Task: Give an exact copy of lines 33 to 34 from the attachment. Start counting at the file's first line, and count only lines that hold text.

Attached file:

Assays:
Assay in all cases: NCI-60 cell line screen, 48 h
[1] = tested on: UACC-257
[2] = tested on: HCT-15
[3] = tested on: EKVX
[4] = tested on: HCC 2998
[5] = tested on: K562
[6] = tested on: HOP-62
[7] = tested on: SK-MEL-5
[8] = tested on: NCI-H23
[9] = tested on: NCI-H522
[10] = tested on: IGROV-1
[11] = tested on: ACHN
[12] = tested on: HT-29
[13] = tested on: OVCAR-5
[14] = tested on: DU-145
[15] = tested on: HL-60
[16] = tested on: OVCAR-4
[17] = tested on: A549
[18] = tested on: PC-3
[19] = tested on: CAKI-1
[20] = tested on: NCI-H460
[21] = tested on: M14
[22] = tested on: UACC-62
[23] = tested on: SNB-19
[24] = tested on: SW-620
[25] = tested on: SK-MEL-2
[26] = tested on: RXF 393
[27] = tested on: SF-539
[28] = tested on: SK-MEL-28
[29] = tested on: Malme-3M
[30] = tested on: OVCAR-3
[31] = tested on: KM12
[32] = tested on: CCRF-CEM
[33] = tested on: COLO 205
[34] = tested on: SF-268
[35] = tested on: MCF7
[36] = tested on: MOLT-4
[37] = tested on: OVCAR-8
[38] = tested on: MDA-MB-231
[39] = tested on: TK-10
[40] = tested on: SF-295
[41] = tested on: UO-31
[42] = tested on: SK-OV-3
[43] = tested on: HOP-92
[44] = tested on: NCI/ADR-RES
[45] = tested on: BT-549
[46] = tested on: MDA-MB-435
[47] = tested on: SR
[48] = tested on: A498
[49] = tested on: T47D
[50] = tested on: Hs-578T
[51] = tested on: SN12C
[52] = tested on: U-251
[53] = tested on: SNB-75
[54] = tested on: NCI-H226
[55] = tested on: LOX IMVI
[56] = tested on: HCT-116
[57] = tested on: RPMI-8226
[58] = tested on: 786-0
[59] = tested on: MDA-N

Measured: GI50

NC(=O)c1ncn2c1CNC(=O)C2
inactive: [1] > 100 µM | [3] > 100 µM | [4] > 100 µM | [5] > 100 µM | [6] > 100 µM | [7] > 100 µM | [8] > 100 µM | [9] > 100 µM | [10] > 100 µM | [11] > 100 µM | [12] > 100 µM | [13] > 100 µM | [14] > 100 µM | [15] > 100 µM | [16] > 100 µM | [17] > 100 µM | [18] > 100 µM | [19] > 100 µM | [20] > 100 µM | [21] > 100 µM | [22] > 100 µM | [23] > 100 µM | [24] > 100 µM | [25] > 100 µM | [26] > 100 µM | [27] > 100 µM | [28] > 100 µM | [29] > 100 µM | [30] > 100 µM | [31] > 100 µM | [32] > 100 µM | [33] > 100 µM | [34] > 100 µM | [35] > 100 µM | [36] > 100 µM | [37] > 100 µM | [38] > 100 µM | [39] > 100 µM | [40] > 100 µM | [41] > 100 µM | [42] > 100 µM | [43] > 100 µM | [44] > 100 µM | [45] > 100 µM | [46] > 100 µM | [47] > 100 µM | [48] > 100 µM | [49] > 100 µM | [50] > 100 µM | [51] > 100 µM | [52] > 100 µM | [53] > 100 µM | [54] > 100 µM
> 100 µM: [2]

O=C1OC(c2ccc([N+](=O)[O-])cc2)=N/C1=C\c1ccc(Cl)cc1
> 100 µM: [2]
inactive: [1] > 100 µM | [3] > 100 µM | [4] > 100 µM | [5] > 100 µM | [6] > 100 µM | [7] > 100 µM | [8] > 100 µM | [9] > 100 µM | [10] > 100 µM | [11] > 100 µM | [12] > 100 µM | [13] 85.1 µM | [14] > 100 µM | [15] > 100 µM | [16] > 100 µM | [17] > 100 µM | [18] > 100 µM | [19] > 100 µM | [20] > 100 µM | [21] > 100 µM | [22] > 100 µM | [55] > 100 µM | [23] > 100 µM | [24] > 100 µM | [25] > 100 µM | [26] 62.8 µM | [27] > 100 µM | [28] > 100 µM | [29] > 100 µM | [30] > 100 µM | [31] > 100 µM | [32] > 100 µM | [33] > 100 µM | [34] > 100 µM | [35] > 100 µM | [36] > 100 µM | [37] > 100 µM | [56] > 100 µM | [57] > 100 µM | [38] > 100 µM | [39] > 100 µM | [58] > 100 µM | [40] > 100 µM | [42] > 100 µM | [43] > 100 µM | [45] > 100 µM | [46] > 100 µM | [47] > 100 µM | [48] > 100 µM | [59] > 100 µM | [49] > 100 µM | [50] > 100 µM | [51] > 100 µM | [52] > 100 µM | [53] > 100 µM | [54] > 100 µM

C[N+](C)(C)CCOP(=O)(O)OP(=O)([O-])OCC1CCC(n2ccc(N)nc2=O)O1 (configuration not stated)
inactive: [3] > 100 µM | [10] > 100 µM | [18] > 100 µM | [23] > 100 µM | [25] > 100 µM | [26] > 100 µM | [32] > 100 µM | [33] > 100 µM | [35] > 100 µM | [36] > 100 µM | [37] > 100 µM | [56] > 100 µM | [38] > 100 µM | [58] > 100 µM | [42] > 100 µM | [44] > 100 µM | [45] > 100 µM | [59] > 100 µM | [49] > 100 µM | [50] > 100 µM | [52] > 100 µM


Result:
[31] = tested on: KM12
[32] = tested on: CCRF-CEM